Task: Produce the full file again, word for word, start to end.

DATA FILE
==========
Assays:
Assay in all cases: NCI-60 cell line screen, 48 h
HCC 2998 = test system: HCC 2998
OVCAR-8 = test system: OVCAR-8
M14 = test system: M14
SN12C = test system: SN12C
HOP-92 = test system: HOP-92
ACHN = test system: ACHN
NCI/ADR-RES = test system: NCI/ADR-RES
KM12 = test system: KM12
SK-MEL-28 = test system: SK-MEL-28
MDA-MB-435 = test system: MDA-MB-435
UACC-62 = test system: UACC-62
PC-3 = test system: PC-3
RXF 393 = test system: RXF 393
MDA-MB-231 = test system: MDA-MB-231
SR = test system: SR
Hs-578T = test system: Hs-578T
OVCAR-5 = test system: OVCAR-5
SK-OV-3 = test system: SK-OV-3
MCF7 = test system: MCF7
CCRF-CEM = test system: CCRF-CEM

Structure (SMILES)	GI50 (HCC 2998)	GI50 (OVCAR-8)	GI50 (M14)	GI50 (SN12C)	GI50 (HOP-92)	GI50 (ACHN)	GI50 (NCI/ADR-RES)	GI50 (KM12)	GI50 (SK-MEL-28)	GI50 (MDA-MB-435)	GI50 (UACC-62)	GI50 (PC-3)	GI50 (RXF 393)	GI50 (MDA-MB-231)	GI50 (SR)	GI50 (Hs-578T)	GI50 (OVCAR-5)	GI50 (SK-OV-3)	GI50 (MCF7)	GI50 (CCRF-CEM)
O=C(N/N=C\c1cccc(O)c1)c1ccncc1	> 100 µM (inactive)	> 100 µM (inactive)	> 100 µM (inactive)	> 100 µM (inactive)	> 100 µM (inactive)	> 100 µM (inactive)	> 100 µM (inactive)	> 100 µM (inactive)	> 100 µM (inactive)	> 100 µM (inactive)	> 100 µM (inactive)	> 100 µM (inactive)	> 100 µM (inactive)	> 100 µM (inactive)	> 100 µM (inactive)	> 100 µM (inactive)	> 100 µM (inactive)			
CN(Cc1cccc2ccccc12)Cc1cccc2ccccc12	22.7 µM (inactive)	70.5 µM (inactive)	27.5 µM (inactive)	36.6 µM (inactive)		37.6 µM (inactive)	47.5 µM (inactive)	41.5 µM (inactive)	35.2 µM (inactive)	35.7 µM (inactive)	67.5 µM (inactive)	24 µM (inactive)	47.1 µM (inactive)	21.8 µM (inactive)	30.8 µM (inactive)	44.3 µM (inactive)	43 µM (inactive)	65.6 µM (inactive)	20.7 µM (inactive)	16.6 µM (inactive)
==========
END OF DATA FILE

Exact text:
Assays:
Assay in all cases: NCI-60 cell line screen, 48 h
HCC 2998 = test system: HCC 2998
OVCAR-8 = test system: OVCAR-8
M14 = test system: M14
SN12C = test system: SN12C
HOP-92 = test system: HOP-92
ACHN = test system: ACHN
NCI/ADR-RES = test system: NCI/ADR-RES
KM12 = test system: KM12
SK-MEL-28 = test system: SK-MEL-28
MDA-MB-435 = test system: MDA-MB-435
UACC-62 = test system: UACC-62
PC-3 = test system: PC-3
RXF 393 = test system: RXF 393
MDA-MB-231 = test system: MDA-MB-231
SR = test system: SR
Hs-578T = test system: Hs-578T
OVCAR-5 = test system: OVCAR-5
SK-OV-3 = test system: SK-OV-3
MCF7 = test system: MCF7
CCRF-CEM = test system: CCRF-CEM

Structure (SMILES)	GI50 (HCC 2998)	GI50 (OVCAR-8)	GI50 (M14)	GI50 (SN12C)	GI50 (HOP-92)	GI50 (ACHN)	GI50 (NCI/ADR-RES)	GI50 (KM12)	GI50 (SK-MEL-28)	GI50 (MDA-MB-435)	GI50 (UACC-62)	GI50 (PC-3)	GI50 (RXF 393)	GI50 (MDA-MB-231)	GI50 (SR)	GI50 (Hs-578T)	GI50 (OVCAR-5)	GI50 (SK-OV-3)	GI50 (MCF7)	GI50 (CCRF-CEM)
O=C(N/N=C\c1cccc(O)c1)c1ccncc1	> 100 µM (inactive)	> 100 µM (inactive)	> 100 µM (inactive)	> 100 µM (inactive)	> 100 µM (inactive)	> 100 µM (inactive)	> 100 µM (inactive)	> 100 µM (inactive)	> 100 µM (inactive)	> 100 µM (inactive)	> 100 µM (inactive)	> 100 µM (inactive)	> 100 µM (inactive)	> 100 µM (inactive)	> 100 µM (inactive)	> 100 µM (inactive)	> 100 µM (inactive)			
CN(Cc1cccc2ccccc12)Cc1cccc2ccccc12	22.7 µM (inactive)	70.5 µM (inactive)	27.5 µM (inactive)	36.6 µM (inactive)		37.6 µM (inactive)	47.5 µM (inactive)	41.5 µM (inactive)	35.2 µM (inactive)	35.7 µM (inactive)	67.5 µM (inactive)	24 µM (inactive)	47.1 µM (inactive)	21.8 µM (inactive)	30.8 µM (inactive)	44.3 µM (inactive)	43 µM (inactive)	65.6 µM (inactive)	20.7 µM (inactive)	16.6 µM (inactive)